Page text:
Over the coming decades, Simone took increased control over her career and destiny as an artist, which not only provided financial rewards but enabled increased creative freedom. At the time this was unparalleled for both a female and Black artist. The song Mississippi Goddamn, which she released in 1964 was written by Simone after the murder of Medgar Evers. Although the song contains a jolly rhythm it is a scathing anti-racist tour de force. Towards the end of her life Simone became increasingly erratic with legendary mood swings. In 1985 she fired a gun at a record executive whom she considered was stealing her royalties claiming that she tried to kill him, “but missed.”
The 1960s produced many iconic female artists Dusty Springfield, Nico (Velvet Underground) Grace Slick (Jefferson Airplane) and Janis Joplin for example. It is a decade that increasingly witnessed the use of ‘tabloid sensationalism’ as a weapon against women. Singer, songwriter and actress Marion Faithfull were subjected to sordid and untrue media reports in 1967 concerning her sexual relationship with Mick Jagger. Whilst the headlines and speculation did little to hinder Jagger’s career. In fact, the stories further enhanced his bad-boy reputation, but for Faithfull, her career was badly damaged. 27 years later Faithfull observed, “It destroyed me, a woman in that situation becomes a slut.” Before Beyonce, there was Diana Ross (formerly of The Supremes).
The Supremes were a product of Barry Gordy’s Motown conveyor belt of popular hits during the 60s and 70s. Gordy was the original Simon Cowell with the gift of identifying and bringing together pop talent, along with tightly controlling and carefully managing their public image. Whilst Ross and Gordy were romantically entwined for Gordy it quickly became a case of biting off more than you could chew syndrome when it came to Diana Ross.
Whilst The Supremes were on a UK tour in the 1960s Gordy insisted The Supremes perform a version of Dean Martin’s “You’re Nobody Till Somebody Loves You.” Gordy believed that such a performance would enable The Supremes to access a slot on a mainstream UK television programme. Ross refused outright. “I could not explain anything that made sense to her,” Gordy said. “She refused to do it completely.” That’s when Gordy realised, “if she didn’t do it, I knew I could not manage them.” Ross went on to become one of the biggest selling female solo artists in music history.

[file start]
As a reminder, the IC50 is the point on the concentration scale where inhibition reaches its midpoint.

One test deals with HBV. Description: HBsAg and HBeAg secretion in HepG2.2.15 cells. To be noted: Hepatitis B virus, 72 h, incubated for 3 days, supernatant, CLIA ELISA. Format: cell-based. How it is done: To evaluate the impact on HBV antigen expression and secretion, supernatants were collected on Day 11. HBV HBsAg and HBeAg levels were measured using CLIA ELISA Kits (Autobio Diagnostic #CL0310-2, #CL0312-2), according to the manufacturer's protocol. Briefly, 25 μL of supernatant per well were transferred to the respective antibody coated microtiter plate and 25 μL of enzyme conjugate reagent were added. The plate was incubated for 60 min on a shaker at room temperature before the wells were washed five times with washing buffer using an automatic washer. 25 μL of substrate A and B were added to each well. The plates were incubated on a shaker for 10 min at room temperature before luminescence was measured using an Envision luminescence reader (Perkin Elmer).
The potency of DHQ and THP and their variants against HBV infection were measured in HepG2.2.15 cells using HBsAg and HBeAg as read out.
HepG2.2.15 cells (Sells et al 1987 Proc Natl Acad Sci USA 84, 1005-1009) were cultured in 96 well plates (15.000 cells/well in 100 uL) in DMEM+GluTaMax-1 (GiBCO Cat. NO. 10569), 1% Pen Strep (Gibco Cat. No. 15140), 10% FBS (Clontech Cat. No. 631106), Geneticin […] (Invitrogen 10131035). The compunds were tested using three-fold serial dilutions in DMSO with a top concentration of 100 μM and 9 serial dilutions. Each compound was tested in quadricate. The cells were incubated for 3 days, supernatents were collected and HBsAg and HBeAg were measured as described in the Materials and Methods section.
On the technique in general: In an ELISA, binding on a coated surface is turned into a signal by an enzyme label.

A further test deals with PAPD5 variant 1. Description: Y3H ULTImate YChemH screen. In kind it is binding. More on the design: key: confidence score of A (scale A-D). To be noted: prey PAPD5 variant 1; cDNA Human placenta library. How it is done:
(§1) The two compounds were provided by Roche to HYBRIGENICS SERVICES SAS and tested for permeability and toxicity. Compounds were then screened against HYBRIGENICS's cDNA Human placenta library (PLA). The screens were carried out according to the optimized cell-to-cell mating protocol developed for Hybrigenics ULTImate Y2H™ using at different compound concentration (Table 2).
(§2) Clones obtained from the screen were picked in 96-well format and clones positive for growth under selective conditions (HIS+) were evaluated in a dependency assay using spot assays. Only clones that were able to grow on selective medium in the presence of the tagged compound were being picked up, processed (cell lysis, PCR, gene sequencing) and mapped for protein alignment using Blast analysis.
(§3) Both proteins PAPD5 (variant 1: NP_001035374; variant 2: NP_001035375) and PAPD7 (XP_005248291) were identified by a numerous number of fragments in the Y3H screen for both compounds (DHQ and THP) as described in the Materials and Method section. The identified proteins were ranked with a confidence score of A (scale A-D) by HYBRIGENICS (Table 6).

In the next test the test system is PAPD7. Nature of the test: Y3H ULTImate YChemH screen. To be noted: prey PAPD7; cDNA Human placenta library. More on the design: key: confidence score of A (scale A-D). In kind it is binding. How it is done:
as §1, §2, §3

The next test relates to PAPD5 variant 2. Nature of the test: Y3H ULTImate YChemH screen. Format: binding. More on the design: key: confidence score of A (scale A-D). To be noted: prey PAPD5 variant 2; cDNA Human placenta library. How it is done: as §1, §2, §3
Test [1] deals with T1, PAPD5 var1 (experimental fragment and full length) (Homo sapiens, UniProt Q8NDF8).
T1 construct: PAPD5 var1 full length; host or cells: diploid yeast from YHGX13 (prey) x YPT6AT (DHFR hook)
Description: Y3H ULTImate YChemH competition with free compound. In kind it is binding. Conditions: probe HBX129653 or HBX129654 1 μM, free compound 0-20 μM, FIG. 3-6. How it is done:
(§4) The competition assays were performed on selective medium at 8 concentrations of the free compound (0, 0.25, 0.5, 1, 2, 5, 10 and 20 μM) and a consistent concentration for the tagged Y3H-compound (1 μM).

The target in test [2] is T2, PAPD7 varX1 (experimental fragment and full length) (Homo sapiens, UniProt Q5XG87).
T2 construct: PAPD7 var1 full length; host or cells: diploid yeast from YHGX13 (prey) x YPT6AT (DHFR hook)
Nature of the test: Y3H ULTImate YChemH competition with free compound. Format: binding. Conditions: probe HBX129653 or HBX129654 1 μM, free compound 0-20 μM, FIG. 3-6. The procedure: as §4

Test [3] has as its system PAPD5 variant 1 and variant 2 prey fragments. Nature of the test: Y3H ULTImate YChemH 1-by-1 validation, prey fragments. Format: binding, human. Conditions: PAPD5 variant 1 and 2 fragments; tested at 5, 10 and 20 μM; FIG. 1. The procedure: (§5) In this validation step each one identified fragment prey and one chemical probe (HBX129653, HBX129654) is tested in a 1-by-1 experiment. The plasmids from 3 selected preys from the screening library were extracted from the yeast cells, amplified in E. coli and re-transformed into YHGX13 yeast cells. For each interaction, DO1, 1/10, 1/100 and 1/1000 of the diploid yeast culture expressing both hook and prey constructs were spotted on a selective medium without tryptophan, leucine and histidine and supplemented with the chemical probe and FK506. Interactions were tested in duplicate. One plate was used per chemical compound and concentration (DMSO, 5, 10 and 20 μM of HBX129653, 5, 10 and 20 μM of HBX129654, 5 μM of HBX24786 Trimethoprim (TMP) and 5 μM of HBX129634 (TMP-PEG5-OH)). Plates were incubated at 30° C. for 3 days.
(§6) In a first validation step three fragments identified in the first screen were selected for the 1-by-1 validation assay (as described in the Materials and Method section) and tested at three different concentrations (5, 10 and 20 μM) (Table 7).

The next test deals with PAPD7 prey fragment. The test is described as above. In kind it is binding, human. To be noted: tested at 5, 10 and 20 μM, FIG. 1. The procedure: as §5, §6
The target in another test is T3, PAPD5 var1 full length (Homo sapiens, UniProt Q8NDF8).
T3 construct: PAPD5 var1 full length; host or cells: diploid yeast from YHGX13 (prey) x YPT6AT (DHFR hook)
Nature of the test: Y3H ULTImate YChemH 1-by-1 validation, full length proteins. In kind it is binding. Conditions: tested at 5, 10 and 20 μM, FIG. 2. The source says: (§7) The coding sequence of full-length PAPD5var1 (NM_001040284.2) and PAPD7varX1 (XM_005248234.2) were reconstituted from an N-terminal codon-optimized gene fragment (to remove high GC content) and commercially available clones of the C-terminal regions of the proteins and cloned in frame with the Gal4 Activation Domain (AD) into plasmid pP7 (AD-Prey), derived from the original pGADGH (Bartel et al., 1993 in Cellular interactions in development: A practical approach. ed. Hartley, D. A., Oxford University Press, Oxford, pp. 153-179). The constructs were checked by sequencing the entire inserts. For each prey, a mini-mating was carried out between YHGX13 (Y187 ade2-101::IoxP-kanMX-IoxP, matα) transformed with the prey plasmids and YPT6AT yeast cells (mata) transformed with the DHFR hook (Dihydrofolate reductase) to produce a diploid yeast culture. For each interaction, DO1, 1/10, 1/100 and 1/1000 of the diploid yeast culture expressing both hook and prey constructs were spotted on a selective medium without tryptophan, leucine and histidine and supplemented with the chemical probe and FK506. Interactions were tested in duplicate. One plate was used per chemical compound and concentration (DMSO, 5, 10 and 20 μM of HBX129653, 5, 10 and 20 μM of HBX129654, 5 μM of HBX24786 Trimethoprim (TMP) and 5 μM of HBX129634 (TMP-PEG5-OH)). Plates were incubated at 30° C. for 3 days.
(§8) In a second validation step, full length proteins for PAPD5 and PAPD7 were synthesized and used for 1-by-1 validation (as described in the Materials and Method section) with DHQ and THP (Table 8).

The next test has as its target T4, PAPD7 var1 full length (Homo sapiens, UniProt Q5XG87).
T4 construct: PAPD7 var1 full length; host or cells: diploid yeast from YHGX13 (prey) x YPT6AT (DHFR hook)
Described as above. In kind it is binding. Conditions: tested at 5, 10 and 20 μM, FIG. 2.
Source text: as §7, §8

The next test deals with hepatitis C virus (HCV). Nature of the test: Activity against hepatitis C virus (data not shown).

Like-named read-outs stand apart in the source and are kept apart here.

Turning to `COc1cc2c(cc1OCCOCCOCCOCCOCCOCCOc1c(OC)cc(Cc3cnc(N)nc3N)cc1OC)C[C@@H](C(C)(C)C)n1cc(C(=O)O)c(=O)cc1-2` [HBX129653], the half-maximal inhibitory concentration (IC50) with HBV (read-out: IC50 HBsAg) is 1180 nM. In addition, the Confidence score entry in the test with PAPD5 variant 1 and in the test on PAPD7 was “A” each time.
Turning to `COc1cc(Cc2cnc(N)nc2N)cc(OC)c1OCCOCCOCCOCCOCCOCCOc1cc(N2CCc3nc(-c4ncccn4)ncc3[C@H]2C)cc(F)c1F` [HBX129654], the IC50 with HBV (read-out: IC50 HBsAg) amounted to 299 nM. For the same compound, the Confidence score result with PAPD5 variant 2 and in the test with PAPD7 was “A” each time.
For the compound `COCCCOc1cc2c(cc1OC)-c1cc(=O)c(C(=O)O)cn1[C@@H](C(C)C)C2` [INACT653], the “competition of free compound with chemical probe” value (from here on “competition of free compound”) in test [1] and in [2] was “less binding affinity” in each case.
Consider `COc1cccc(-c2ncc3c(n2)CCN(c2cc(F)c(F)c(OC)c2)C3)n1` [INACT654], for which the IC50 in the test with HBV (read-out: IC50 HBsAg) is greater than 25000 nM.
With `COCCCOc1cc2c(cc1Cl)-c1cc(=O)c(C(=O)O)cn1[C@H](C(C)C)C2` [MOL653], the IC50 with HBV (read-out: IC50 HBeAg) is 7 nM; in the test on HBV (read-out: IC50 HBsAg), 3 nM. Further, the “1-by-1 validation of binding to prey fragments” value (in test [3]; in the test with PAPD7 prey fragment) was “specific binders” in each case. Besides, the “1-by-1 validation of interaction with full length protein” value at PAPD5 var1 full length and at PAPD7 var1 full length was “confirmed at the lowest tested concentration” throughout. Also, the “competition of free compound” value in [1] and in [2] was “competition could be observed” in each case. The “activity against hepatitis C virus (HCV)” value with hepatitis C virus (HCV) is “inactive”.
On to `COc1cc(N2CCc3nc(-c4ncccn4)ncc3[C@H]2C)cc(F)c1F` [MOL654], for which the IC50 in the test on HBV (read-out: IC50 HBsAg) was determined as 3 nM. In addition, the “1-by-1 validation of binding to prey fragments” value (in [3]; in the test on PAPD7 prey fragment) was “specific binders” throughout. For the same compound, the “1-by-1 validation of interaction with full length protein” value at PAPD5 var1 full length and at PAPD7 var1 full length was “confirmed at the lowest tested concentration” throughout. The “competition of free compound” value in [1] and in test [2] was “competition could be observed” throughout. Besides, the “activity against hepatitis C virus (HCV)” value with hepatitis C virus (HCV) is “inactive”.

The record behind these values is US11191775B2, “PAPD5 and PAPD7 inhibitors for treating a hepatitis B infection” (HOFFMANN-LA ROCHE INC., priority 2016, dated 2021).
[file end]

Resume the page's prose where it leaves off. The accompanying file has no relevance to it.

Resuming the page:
Joni Mitchell produced and released her seminal Blue album in the early 70s whilst at the same time Jazz drummer Karen Carpenter was persuaded to move centre stage and sing for the brother/sister duo the Carpenters. It may have taken until 1979 for Suzi Quatro to score a hit in her country of birth (USA), but Quatro was a constant presence throughout the 70s in the UK charts. Quatro’s trademark leather jacket, jeans, bass playing leadership and pop-rock anthems presented an altogether edgier imagine that had a significant influence and impact. An influence that has sadly been underestimated given for many young people Suzi Quatro was the first female artists who were seen to be the leader of the pop-rock group on mainstream TV. By the mid-70s Kate Bush and Patti Smith emerged. Two diametrically opposed artist who commanded respect through their craft. Smith went on to release what many still consider to be one of the most quintessential and influential rock album’s of all time ‘Horses.’
1975 also saw the release of the electro-pop ‘Love to Love You Baby’ by Donna Summer that pounded the dance floors of every credible disco. The song, which featured Summer moaning and groaning as if in the raptures of an organism would cause controversy around the world. It also presented the artist in a highly sexually charged way that would take Summer years to shake off. The song and its producers eventually left Summer feeling like she had no control over her life and went on to suffer from bouts of depression and insomnia. Summer would later become a born-again Christian and sue the producers of the record. After the legal settlement Summer decided to exclude “Love to Love You Baby” from her concert playlists and did not perform it until 25 years later.